Cartonnage: Fragments of a Mummy Wrapping (Part I)

Cartonnage is the painted material that covers many mummy bundles.  Like a plaster cast, it is made of layers of fabric (usually linen) that are wrapped around the bundle and then covered with a smooth, white layer of plaster.  After it is dry, the plaster surface can be painted with designs and Egyptian religious symbols.

Mummy and painted cartonnage of an unknown woman.  Egyptian, ca. 850-750 B.C.E.Walters Art Museum, 79.1
Mummy and painted cartonnage of an unknown woman. Egyptian, ca. 850-750 B.C.E.
Walters Art Museum, 79.1
Side view.  Walters Art Museum, 79.1
Side view.
Walters Art Museum, 79.1

The Walters Art Museum includes a number of examples of cartonnage, including several small fragments.  One of these fragments was recently in the Objects Conservation lab so that conservators could evaluate its condition and make recommendations about how best to preserve it.

Fragment of a mummy cartonnage with a seated jackal headed god.  Painted gesso on linen, with a modern linen mount.  Egyptian 6th - 1st c. B.C.E.  4 1/2 x 3 1/3 inches.  Walters Art Museum 78.5
Fragment of a mummy cartonnage with a seated jackal headed god. Painted gesso on linen, with a modern linen mount. Egyptian 6th – 1st c. B.C.E.
4 1/2 x 3 1/3 inches. Walters Art Museum 78.5

This fragment would originally have been part of a larger, three-dimensional cartonnage covering for an animal or human mummy bundle.  At some point before it came to the museum, it was cut down to its current size, pressed flat, and glued to a modern backing board.  This is not an ideal method of mounting this fragment and is not an approach that would normally be used here in the museum.  However, it was decided not to remove the fragment from this mount because the cartonnage is very fragile and the risk of further damaging it during removal is too great.

The fragment shows signs of other damage from water, light, and air.  To identify the materials present on this fragment, and how they may have changed over time, a combination of non-destructive examination techniques was used.  A binocular microscope was used to examine the surfaces very closely for signs of wear and deterioration.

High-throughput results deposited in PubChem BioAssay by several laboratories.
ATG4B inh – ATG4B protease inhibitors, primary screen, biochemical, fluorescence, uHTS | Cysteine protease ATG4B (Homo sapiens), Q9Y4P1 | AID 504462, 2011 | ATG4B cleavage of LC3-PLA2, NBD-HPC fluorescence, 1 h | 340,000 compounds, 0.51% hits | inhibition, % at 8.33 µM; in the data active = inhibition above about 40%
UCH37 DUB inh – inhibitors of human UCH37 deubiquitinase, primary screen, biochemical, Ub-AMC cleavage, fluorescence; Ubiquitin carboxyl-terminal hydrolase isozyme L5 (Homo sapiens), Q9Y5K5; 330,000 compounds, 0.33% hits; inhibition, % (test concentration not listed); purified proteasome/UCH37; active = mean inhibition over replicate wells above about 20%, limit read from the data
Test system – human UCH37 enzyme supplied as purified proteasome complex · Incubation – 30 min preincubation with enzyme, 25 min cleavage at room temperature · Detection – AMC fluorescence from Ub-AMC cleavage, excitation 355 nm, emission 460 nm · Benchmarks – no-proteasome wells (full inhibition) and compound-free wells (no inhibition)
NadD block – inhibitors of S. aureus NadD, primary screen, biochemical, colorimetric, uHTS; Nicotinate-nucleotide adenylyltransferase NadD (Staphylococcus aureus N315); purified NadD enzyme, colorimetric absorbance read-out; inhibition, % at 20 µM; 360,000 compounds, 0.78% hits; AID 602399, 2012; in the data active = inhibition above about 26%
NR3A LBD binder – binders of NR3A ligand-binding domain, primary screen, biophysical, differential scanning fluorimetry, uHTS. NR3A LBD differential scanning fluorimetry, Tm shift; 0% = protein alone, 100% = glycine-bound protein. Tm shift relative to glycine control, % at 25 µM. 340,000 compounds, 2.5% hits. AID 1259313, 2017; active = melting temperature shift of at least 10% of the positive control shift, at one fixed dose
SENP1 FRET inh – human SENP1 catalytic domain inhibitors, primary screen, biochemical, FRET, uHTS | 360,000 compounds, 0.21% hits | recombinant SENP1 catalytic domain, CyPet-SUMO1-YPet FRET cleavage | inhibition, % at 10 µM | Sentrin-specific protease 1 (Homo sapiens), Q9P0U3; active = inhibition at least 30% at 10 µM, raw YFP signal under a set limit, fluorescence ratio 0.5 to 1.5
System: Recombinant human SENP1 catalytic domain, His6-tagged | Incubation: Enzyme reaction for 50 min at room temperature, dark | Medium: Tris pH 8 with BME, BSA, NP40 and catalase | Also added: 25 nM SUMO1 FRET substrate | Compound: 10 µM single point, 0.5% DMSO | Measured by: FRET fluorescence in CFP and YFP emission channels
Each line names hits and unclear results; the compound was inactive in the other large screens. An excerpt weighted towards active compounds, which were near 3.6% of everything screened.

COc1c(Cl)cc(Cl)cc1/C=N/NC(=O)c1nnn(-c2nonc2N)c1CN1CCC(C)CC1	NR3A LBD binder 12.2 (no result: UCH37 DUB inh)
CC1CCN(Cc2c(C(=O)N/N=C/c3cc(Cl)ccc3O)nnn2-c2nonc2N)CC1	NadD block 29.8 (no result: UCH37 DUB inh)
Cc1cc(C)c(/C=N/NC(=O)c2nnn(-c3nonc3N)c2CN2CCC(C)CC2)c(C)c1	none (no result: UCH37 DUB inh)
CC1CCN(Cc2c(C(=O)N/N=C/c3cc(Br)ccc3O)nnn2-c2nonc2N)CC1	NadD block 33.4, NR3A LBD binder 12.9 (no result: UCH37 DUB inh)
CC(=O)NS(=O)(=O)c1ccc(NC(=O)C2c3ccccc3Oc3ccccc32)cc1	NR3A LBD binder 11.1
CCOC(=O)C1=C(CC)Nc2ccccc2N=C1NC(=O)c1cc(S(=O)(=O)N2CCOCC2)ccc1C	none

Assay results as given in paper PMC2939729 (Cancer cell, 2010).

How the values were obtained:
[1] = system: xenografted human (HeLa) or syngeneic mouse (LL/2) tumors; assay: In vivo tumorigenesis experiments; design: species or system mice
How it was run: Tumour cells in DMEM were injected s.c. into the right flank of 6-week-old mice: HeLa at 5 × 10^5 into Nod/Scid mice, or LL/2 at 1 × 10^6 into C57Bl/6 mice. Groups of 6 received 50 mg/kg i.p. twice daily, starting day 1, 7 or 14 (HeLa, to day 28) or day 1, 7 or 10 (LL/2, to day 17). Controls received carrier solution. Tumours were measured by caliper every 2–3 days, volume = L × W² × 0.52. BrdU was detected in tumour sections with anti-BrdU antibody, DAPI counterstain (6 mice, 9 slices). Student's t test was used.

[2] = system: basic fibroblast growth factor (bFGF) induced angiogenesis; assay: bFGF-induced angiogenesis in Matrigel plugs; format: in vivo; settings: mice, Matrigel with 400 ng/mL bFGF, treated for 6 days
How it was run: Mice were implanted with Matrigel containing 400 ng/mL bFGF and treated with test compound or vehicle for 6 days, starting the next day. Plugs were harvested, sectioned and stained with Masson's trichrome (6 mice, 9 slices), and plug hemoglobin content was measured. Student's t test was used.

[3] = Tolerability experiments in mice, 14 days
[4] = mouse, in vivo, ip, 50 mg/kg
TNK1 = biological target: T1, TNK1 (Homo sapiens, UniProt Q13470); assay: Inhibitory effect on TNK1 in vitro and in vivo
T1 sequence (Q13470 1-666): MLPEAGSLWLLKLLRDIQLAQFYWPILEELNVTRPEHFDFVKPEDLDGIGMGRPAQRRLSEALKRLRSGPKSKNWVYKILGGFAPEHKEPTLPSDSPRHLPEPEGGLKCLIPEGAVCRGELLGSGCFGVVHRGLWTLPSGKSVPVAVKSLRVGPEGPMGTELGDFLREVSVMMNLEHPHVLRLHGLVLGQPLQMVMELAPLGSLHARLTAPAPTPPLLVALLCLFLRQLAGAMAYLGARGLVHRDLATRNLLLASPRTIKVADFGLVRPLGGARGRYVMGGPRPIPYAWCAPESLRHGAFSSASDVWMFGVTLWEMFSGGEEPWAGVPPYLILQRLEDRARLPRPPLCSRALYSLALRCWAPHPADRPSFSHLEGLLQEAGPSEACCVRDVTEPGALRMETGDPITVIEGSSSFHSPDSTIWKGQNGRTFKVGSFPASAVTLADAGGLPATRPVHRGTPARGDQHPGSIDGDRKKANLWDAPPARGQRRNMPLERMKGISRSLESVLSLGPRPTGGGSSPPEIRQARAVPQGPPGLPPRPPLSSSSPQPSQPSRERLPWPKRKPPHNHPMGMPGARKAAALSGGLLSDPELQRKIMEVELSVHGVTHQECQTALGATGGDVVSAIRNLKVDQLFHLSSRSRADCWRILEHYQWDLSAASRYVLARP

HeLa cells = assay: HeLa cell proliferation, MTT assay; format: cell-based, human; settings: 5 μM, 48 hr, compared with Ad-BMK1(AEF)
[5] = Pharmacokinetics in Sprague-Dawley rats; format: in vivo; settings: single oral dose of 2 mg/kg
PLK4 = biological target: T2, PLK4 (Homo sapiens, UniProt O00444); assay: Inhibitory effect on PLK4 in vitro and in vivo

A close up view of the cartonnage surface, showing cracks, loses, and abrasion to the paint and plaster layers.
A close up view of the cartonnage surface, showing cracks, loses, and abrasion to the paint and plaster layers.

Most Egyptian paints from this time period consist of pigments bound with gum Arabic, a natural gum made from the sap of Acacia trees.  Gum Arabic is still used today as the binder for most watercolors.  On this cartonnage fragment, the gum Arabic has deteriorated over the past 2,000 years, meaning that the pigments are no longer very well adhered.  The fragment therefore needs to be covered to protect the pigments from abrasion.

A close up view of an area of yellow paint on the cartonnage fragment.  Some areas still appear bright yellow; others have faded to a cream color.
A close up view of an area of yellow paint on the cartonnage fragment. Some areas still appear bright yellow; others have faded to a cream color.

The pale yellow areas of the fragment appear very faint to the eye, but under the microscope, they appear quite different.  Bright yellow, irregularly shaped pigment particles of various sizes are visible.  These are characteristic of orpiment; a golden yellow, naturally occurring mineral pigment.  This pigment was used extensively by ancient Egyptians, but we now know that it fades over time when

exposed to sunlight.  To preserve the traces of yellow pigment that are left, the fragment will be stored in the dark.

An example of naturally ocurring orpiment (arsenic sulfide).  When freshly applied as a pigment, this mineral will provide a bright, golden yellow color.
An example of naturally ocurring orpiment (arsenic sulfide). When freshly applied as a pigment, this mineral will provide a bright, golden yellow color.

Stay tuned for part 2 of Cartonnage:  Fragments of a Mummy

Further Reading:

Find out about other mummies and cartonnage at the Walters Art Museum:

http://art.thewalters.org/browse/medium/mummies–cartonnage/